TWO top councillors will formally be urged at tonight’s full council meeting to apologise and resign over the 'botched' Lendal Bridge trial.

Liberal Democrats will claim the Labour cabinet member responsible for the trial closure of the bridge, Dave Merrett, had said in April that if the trial was proved to be unlawful, he would resign.

"It has been proved unlawful and therefore he has to leave the Cabinet," claimed the party's group leader Keith Aspden, adding that council leader James Alexander should 'follow him out,' after 'failing to get a grip of the issue from day one.'

Cllr Aspden will also call tonight for all 60,000 motorists who were fined for crossing the bridge to be repaid automatically, without having to apply for a refund.

His resignation calls were give short shrift by Labour, who accused opposition parties of political point scoring after putting Lendal Bridge closure in the council's transport plan when they ran the authority.

Cllr Alexander said the Conservative group leader, Chris Steward, had previously been called on to resign when he had said 'don't give to food banks as the poor are feckless' and a Liberal Democrat Executive Member - Ann Reid - had previously been urged to resign when she had arranged for her daughter to travel automatically through all traffic lights for her wedding. "Neither did," he said.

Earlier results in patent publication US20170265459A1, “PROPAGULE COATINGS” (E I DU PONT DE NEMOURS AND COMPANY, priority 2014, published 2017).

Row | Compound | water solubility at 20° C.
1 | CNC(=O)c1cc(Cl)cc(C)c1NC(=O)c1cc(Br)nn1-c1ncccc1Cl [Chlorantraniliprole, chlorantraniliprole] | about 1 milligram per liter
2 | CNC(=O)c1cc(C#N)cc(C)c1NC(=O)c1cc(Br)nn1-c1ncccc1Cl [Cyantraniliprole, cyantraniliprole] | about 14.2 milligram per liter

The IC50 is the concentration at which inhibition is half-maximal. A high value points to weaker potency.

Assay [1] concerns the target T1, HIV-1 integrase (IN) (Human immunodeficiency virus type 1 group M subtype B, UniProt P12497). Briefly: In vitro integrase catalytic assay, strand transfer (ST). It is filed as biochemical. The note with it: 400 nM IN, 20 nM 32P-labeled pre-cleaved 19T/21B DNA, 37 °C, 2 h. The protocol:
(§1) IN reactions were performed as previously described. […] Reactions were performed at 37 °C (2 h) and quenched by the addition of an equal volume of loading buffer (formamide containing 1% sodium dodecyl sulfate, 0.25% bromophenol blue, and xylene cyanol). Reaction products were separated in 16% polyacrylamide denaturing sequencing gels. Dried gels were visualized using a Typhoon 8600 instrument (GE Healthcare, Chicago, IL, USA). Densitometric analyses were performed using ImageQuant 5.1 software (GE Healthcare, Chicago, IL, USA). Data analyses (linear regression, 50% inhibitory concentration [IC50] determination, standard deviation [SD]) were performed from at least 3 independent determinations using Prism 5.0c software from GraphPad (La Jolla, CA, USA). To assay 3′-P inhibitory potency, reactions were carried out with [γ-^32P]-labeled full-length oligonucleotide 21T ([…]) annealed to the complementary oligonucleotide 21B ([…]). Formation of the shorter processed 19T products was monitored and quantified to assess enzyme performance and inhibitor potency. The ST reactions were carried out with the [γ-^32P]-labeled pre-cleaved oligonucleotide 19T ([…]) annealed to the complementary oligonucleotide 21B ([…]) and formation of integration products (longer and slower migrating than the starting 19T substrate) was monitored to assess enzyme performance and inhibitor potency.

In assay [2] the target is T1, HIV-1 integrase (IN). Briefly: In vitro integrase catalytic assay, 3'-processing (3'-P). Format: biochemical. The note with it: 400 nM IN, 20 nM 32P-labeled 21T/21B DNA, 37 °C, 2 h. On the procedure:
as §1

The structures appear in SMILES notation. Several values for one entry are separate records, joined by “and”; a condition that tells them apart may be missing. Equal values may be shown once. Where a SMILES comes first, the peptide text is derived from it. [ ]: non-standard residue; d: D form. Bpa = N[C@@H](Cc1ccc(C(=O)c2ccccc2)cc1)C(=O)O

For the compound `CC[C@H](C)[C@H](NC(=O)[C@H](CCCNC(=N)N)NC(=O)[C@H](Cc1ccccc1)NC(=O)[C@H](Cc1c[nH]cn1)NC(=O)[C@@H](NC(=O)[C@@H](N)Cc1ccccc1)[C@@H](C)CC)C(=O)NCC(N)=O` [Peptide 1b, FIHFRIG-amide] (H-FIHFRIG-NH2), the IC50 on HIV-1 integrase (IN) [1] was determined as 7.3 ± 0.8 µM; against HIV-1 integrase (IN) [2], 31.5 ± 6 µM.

“Labour tried some bold action to tackle congestion, it was controversial and unpopular and we have listened. What is important is we now try to work together to tackle congestion which is an issue that will not go away."

Cllr Steward said it was disappointing the Labour leader had linked calls for him to stand down over the Lendal Bridge 'shambles' to events going back years.

He denied saying what Cllr Alexander alleged, but admitted he had said 'something wrong' about food banks early last year and had promptly apologised afterwards.

"My point was that poverty in the third world was far greater than the UK, but I made that point badly," he said. "Cllr Alexander has refused to apologise for any of his many failings and sadly always avoids any responsibility or lashes out at others with personal attacks instead."

The row come as a leading QC has questioned the legality of the authority's decision - as a 'goodwill gesture' - to provide the refunds.

Paul Greaney, who works from chambers in Leeds but said he was speaking as a York council tax payer, said the council’s position essentially was that it intended to give away money to which it contended it was lawfully entitled.

"On its face, that is a surprising position for a public body to adopt," he said, asking what power the council purported to be exercising in making such payments and, if such power existed, what reasons were asserted for the give away when public funds were scarce.

A council spokeswoman said the authority would be responding to the QC’s claims in due course, and could not comment on them at this stage.